We excitedly countdown to the 72nd Festival de Cannes with a different prize winning film each day.
Dancer in the Dark, 2000
Palme d’Or – Lars von Trier
Prix d’interprétation féminine – Bjork
My feelings on Lars von Trier are very lukewarm to say the least. His newer features haven’t been for me, really, with The House That Jack Built and Nymphomaniac being among my least favorites in their respective years.
And while I don’t hold an appreciation for his works anymore, I still hold a place in my heart for his earlier features. Breaking The Waves, Europa, Dogville, The Kingdom, and most prominently Dancer In The Dark rank among some of the best films of our time. With Dancer In The Dark, Lars von Trier not only managed to turn open a new page of his own filmography, but a new page of experimental cinema as well.
Serving as an almost anti-musical, the film follows Selma, played by the lovely Björk, a Czech immigrant that’s nearly blind. If she does not drum up money for an expensive operation, her son will suffer from the same genetic disorder. Selma, through her love of musicals, attempts to cope through the horror of the situation.
When compared to other musicals, the film certainly rejects traditional functions of others in the genre. A muted color palette, a handheld camera guiding the cinematography, and using everyday sounds as beats for the music rather than spontaneous and show stopping music, it’s certainly a take on musicals rarely explored before.
“Dancer In The Dark’s divisive cinematography provides a means for us to get to know and understand the character of Selma better.”
Björk’s performances carries a lot of weight, making the eventual events of the film all the more devastating. The actual sequence of events is nothing short of captivating, these slow and beautiful melodies bringing us through this dark, terrifying world. Each song beautifully displays Selma’s hopeful, yet misplaced, nature. A beautifully destructive feat.
Another aspect, probably the most divisive, of this is the visual presentation. The film is ugly. Extremely ugly. The handheld, almost amateurish feel of it is certainly to turn many people off. Especially those not familiarized with anything but mainstream film. But for those who are willing to stick with it, Dancer In The Dark’s divisive cinematography provides a means for us to get to know and understand the character of Selma better.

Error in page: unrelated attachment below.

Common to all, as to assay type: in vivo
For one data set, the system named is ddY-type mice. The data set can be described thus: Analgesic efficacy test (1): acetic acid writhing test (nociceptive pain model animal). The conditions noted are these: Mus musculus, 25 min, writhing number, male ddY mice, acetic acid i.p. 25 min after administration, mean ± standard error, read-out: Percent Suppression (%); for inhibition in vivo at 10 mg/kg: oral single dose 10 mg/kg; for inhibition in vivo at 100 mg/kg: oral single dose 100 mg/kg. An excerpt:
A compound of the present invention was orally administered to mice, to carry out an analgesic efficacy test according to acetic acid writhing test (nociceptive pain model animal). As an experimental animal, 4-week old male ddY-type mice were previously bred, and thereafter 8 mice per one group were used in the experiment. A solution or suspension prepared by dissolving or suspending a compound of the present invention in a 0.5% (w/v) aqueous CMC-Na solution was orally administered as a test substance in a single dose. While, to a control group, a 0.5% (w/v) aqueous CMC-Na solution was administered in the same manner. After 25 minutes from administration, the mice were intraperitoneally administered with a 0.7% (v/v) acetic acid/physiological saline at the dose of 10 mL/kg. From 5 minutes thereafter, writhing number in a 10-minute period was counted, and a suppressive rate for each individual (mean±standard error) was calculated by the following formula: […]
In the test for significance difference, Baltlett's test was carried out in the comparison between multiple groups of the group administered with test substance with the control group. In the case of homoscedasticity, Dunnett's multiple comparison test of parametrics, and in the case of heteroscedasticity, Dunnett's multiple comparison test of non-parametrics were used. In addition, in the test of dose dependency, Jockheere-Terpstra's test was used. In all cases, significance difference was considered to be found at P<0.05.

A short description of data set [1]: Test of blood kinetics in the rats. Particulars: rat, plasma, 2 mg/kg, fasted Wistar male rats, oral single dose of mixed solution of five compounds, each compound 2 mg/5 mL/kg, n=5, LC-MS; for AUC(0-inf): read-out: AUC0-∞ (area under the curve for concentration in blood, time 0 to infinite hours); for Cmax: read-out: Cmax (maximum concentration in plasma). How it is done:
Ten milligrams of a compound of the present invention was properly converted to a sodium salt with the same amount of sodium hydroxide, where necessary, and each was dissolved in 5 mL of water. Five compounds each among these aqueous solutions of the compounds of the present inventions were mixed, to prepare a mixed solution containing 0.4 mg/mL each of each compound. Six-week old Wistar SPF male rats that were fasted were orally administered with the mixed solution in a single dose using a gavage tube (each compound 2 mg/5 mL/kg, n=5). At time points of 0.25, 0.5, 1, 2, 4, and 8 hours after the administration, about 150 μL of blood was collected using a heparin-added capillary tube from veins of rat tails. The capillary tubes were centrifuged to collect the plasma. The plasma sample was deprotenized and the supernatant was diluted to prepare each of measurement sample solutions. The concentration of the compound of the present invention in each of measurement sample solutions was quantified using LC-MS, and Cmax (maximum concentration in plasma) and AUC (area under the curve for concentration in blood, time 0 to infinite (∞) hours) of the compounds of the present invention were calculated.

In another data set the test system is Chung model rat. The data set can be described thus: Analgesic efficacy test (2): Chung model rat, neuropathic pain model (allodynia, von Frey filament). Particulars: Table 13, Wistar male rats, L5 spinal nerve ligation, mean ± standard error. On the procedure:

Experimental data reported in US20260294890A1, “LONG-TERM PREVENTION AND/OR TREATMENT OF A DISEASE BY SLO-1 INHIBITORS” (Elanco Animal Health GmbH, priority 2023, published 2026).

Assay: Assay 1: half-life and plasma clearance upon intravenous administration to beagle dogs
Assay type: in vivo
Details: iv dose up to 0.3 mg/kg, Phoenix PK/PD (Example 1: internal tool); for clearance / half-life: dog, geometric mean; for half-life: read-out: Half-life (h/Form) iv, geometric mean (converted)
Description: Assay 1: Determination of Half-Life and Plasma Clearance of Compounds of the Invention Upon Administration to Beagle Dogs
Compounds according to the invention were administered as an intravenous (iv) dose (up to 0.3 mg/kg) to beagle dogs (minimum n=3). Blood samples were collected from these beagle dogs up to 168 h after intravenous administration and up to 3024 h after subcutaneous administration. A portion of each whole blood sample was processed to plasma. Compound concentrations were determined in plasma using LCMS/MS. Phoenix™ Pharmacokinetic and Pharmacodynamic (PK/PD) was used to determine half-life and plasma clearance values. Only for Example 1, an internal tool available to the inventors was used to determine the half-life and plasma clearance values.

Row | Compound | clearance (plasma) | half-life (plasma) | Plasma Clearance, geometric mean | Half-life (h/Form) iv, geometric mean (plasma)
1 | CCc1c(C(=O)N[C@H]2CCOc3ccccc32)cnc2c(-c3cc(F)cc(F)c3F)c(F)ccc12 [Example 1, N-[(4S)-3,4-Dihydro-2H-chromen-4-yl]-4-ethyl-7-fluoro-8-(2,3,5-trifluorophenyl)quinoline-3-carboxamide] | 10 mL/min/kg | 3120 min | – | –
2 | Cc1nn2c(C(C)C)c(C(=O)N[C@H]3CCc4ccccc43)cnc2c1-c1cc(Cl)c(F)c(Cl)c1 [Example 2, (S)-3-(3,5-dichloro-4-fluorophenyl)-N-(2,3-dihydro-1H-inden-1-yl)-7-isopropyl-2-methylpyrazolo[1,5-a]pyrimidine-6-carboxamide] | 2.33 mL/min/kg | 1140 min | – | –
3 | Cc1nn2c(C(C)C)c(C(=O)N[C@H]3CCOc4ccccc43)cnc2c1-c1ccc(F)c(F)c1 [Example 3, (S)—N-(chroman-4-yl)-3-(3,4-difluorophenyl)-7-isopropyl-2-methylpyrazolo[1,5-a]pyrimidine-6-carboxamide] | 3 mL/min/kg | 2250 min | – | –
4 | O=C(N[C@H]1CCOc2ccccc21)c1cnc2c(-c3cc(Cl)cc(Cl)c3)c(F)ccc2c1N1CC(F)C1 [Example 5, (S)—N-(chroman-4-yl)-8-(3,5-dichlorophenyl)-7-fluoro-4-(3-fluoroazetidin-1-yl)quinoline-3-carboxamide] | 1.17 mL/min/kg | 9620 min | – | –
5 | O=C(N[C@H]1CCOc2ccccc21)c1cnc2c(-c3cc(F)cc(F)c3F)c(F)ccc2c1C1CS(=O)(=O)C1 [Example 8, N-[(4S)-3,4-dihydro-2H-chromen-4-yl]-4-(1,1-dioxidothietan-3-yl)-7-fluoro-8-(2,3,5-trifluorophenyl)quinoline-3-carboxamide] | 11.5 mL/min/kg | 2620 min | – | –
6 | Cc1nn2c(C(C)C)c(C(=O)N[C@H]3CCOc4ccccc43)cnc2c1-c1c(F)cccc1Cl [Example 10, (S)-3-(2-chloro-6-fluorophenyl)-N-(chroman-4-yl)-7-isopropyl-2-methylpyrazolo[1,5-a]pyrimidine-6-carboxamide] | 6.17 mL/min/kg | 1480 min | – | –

The amateur feel grounds the film in a reality that Selma so desperately wants to escape from. That she wants her child to escape from. And while Selma’s fleeting songs provide an escape for the audience, and for her, the cinematography time and time again reminds us that it isn’t real. And that Selma is hoping for a future in which she will never achieve. The tragedy of this is unavoidable, and strikes a certain chord, for me and for many others as well.
And that’s where Dancer In The Dark hits its peak. Despite never being a film to make you cry, it is certainly emotional. Selma’s tragedies and feelings and ups and downs are perfectly, perfectly displayed in every single shot.
“Dancer In The Dark is Lars von Trier’s masterpiece.”
And the ending, which is one of the most devastating, sickly fulfilling of recent times. It’s a perfectly encapsulating culmination of everything von Trier has built up. The music, the realism, the hope, and the tragedy all collide into one. One beautifully, sickening monster.
Dancer In The Dark is Lars von Trier’s masterpiece. With it he ended not only his Breaking The Waves era. It also serves as a symbolic end to the dogme era, with directors from which having moved on to better things. Harmony Korine went on to make films like Spring Breakers. Vinterberg made films like The Hunt. And von Trier made films like Melancholia.
It’s the perfect end to the perfect era, really. It does what every Dogme film has done before, experimented with the craft, deconstructed genres, and launched careers, despite not being a Dogme film itself. In any case, Dancer In The Dark stands the test of time as one of the most awakening and necessary films ever made.
“It’s just so quiet here.”